David Brooks: The conservative case for immigration reform
07/12/2013 7:09 PM
07/12/2013 7:09 PM
It’s beginning to look as though we’re not going to get an immigration reform law this year. House Republicans are moving in a direction that will probably be unacceptable to the Senate majority and the White House. Some conservative commentators are arguing that the status quo is better than the comprehensive approach passed by the Senate. The whole effort is in peril.
This could be a tragedy for the country and political suicide for Republicans, especially because the conservative arguments against the comprehensive approach are not compelling.
After all, the Senate bill fulfills the four biggest conservative objectives. Conservatives say they want economic growth. The Senate immigration bill is the biggest pro-growth item on the agenda today. Based on estimates from the Congressional Budget Office, the Senate bill would increase the gross domestic product by 3.3 percent by 2023 and by 5.4 percent by 2033. A separate study by the American Action Forum found that it would increase per capita income by $1,700 after 10 years.
Conservatives say they want to bring down debt. According to government estimates, the Senate bill would reduce federal deficits by up to $850 billion over the next 20 years. The Senate bill reduces the 75-year Social Security fund shortfall by half a trillion dollars.
Conservatives say they want to reduce illegal immigration. The Senate bill spends huge amounts of money to secure the border. According to the CBO, the bill would reduce illegal immigration by 33 to 50 percent.
Conservatives say they want to avoid a European-style demographic collapse. But without more immigrants, and the higher fertility rates they bring, that is exactly what the U.S. faces. Plus, this bill radically increases the number of high-skilled immigrants. It takes millions of long-term resident families out of the shadows so they can lead more mainstream lives.
These are all gigantic benefits. They are like Himalayan peaks compared with the foothill-size complaints conservatives are lodging.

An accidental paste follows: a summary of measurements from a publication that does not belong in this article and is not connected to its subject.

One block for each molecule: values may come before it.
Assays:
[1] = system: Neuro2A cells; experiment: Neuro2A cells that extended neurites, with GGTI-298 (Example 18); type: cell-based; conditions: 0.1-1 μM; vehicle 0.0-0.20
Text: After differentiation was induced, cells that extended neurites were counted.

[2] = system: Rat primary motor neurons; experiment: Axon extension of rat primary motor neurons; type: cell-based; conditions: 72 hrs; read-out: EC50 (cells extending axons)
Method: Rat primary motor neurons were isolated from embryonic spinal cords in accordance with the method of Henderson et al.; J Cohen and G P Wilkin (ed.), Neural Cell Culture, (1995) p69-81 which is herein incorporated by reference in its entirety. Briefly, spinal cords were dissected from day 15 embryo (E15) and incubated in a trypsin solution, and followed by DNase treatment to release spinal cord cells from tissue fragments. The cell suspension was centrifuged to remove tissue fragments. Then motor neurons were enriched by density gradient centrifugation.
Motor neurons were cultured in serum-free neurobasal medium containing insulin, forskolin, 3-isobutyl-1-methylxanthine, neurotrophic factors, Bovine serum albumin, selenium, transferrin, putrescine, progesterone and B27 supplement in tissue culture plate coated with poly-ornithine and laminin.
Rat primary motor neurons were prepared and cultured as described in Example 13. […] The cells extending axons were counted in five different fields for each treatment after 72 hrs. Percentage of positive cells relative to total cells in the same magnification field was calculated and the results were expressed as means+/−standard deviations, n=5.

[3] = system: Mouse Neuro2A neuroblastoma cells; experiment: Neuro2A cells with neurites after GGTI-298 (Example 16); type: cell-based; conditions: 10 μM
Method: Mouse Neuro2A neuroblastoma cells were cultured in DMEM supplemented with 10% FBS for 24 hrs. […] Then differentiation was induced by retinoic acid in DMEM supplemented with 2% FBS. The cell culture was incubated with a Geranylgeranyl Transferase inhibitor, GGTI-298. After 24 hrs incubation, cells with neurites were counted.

The first conservative complaint is that the enforcement provisions are riddled with exceptions and loopholes. If the president can waive the parts of Obamacare he finds inconvenient, why won’t he end up waiving a requirement for the use of E-Verify?
There’s some truth to this critique, and maybe the House should pass a version of the Senate bill that has fewer waivers and loopholes. But, at some point, this argument just becomes an excuse to oppose every piece of legislation, ever.
The second conservative complaint is that the bill would flood the country with more low-skilled workers, driving down wages. This is an argument borrowed from the reactionary left, and it shows. Low-skilled immigrants don’t directly compete with the native-born. They do entry-level work, create wealth and push natives into better jobs.
The final conservative point of opposition is a political one: that Republicans should not try to win back lower-middle-class voters with immigration reform but rather with a working-class agenda.
This argument would be slightly plausible if Republicans had even a hint of such an agenda, but they don’t. Even then it would fail. Before Asians, Hispanics and all the other groups can be won with economic plans, they need to feel respected and understood by the GOP.
Whether or not this bill passes, this country is heading toward a multiethnic future. Republicans can either shape that future in a conservative direction or, as I’ve tried to argue, they can become the receding roar of a white America that is never coming back.
That’s what’s at stake.